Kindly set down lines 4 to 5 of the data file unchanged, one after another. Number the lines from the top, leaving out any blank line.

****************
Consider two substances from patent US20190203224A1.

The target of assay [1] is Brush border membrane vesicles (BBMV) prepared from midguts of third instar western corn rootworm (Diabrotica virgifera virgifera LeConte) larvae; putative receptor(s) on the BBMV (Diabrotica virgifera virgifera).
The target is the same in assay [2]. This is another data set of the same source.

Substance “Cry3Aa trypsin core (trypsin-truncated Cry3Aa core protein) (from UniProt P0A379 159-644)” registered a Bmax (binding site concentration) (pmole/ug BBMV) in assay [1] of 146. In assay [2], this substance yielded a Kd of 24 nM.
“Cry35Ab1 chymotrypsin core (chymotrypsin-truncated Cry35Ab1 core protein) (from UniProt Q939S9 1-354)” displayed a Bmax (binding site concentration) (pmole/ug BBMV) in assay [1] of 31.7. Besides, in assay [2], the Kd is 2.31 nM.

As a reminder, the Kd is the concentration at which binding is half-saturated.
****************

Substance “Cry3Aa trypsin core (trypsin-truncated Cry3Aa core protein) (from UniProt P0A379 159-644)” registered a Bmax (binding site concentration) (pmole/ug BBMV) in assay [1] of 146. In assay [2], this substance yielded a Kd of 24 nM.
“Cry35Ab1 chymotrypsin core (chymotrypsin-truncated Cry35Ab1 core protein) (from UniProt Q939S9 1-354)” displayed a Bmax (binding site concentration) (pmole/ug BBMV) in assay [1] of 31.7. Besides, in assay [2], the Kd is 2.31 nM.